Letters suggesting that the San Onofre nuclear plant operator purposely misrepresented renovations at the facility to regulators means the plant will likely not be back on-line in time to help with summer’s peak power demand.
The 2,200-megawatt San Onofre Nuclear Generating Station (SONGS), which is 78 percent owned and entirely operated by Southern California Edison, was taken offline in January 2012 after a radioactive steam leak. It was later determined the leak was due to steam generator tube wear and tear caused by inadequately performed renovations in 2009 and 2010.
Senator Barbara Boxer (D-CA) asked the U.S. Justice Department to investigate two letters written by now-retired SCE Vice-President Dwight E. Nunn to Mitsubishi Heavy Industries (MHI), the manufacturer and installer of the replacement steam generators that caused the facility’s shutdown.
In one letter, Nunn wrote that “although the old and new steam generators will be similar in many respects, they aren’t like-for-like replacements.”
Yet SCE told federal nuclear and state regulators it would use like-for-like replacements in order to avoid the time and expense of detailed hearings on the plant renovation, National Public Radio quoted Boxer as charging. “You can’t lie,” Boxer said. “You have to tell the truth.”
The letter also said there could be a “disastrous outcome” to problems encountered during the plant redesign.
Nunn, now retired, provided no comment to the media.
The company did not “hide the differences” or “mislead” regulators, an SCE statement said. The letter detailed how carefully SCE and MHI were collaborating on the new design, it added.
The Nuclear Regulatory Commission’s Atomic Safety and Licensing Board earlier this month called for a years-long re-licensing review of SONGS.
SCE wants to do a partial restart this year.
Nuclear watchdog group Friends of the Earth said in a press release that the letters and Boxer’s call for a Justice Department investigation mean the restart plan “is dead.”
The California Independent System Operator (the ISO) said the 2,200-megawatt deficit left by SONGS' absence, the unavailability of fossil units used to get through summer 2012, and economic growth that has increased peak demand by more than 2 percent all “heighten reliability concerns in Southern California this summer.”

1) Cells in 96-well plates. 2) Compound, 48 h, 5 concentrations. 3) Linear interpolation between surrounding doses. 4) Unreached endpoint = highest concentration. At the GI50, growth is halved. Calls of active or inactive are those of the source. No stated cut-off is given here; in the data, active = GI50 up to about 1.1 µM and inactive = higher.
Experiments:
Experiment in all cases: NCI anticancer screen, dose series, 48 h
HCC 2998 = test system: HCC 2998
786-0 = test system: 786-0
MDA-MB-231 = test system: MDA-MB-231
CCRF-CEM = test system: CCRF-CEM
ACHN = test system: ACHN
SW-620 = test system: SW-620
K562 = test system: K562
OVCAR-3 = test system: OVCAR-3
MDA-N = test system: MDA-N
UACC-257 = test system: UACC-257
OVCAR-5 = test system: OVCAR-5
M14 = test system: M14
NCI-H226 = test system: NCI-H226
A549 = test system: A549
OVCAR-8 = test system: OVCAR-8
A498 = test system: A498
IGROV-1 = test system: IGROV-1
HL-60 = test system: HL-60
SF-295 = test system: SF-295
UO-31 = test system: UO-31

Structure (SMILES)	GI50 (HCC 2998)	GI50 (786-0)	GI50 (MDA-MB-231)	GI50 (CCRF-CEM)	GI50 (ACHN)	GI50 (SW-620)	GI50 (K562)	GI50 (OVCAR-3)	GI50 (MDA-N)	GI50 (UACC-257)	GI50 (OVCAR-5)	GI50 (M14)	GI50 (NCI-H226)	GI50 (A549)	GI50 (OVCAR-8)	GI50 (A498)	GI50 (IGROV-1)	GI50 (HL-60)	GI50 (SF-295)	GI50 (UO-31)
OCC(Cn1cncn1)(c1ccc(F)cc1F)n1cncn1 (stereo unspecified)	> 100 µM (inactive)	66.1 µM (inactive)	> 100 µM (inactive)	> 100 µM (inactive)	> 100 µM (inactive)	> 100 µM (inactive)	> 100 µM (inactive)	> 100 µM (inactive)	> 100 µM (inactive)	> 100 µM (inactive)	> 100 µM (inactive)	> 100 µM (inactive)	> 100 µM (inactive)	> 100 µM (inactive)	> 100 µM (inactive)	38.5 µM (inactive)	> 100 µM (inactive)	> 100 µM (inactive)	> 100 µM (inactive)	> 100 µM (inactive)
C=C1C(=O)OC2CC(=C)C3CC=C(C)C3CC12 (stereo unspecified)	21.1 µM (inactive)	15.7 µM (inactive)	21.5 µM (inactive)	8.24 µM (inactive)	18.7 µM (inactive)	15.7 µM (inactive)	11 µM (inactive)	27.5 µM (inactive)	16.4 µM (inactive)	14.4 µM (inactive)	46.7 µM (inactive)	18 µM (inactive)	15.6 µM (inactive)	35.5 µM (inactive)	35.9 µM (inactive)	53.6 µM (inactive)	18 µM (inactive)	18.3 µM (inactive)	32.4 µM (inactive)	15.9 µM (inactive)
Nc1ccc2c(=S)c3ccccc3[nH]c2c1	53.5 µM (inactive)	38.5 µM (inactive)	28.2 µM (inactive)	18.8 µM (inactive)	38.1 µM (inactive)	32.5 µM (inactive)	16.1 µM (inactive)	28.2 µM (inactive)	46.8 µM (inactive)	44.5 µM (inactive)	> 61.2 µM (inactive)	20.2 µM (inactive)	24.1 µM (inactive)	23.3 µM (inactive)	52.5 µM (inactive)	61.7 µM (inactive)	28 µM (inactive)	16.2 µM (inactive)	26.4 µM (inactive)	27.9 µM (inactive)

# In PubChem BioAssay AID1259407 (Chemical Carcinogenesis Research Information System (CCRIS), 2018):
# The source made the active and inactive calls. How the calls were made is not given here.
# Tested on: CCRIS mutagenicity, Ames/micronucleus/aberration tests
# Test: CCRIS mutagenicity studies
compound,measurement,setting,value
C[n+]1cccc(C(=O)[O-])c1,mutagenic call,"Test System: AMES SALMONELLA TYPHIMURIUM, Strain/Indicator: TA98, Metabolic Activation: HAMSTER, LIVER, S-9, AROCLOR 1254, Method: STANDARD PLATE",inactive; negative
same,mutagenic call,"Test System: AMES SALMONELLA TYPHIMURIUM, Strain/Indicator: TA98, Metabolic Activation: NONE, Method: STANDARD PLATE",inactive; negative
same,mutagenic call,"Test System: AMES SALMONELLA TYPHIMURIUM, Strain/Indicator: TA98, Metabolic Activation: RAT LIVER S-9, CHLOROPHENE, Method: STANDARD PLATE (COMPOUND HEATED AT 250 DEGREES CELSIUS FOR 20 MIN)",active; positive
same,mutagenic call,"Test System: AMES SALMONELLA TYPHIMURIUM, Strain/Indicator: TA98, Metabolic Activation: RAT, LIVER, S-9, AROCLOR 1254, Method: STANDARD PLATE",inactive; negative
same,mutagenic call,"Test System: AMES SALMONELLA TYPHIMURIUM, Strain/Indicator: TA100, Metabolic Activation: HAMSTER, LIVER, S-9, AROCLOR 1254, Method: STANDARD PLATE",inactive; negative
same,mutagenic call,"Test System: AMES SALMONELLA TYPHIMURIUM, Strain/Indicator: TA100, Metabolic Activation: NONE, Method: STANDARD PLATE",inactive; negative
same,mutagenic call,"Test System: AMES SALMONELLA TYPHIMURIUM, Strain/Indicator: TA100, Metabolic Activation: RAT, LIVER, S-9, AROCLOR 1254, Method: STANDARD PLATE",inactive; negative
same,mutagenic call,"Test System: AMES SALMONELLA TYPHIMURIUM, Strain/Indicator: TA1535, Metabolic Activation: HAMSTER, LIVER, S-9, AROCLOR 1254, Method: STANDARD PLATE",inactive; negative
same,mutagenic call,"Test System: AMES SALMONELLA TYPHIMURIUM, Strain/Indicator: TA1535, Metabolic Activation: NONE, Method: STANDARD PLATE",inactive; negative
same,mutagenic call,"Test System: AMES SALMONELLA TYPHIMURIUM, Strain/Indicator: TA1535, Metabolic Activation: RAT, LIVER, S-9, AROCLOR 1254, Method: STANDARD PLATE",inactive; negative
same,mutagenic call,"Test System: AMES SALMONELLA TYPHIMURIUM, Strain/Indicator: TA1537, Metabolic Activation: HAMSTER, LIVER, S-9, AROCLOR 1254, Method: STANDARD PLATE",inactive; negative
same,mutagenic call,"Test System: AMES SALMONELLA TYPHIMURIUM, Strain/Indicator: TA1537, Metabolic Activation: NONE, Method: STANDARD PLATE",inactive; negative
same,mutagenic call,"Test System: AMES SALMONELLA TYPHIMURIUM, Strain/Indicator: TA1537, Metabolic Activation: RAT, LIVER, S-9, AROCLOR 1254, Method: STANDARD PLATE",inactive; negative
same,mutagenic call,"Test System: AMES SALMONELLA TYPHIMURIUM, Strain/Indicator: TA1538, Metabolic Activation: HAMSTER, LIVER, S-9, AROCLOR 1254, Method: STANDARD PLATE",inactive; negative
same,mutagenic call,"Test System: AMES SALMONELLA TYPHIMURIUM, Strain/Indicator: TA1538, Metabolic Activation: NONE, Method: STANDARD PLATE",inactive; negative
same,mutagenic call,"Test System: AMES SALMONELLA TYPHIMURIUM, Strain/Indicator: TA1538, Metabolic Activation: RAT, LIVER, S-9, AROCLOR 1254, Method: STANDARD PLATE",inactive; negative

The ISO has helped coordinate two important system improvements by state and municipal utilities that should be in place by mid-June:
- Conversion of retired Huntington Beach fossil units to synchronous condensers to provide critical voltage support
- Transmission upgrades in the Los Angeles Basin
They may not, however, be adequate to meet higher-than-expected demand during heat waves or power outages in southern Orange and San Diego counties, and the ISO warned electricity to watch for its Flex Alerts.
Normal 20 percent reserve margins are likely to drop to 7 percent in Northern California and 6 percent in Southern California. At 3 percent, the ISO said, “service interruptions could occur.”
“It is going to cost more to run San Onofre than to buy the power to replace it,” explained Center for Energy Efficiency and Renewable Technologies Executive Director V. John White. “Quite apart from the safety issue, the prudent economic thing is to recognize the plant is out of the money and it is time to move on.”
The planning is coming together to compensate for the facility’s loss, White said. “We are going to have to get down to that level, maybe even block by block, to see what we can do to get more efficiency, more demand response and more distributed technology,” White said. “If we have a bad week where it gets over 100 degrees, we are going to have to work to keep everything together.”
Success will hinge on making the grid and the system more responsive, White said. “We were not prepared for this, so we have to be more aggressive in our planning and in our voluntary actions. That means the ISO, the utilities, local government and customers large and small.”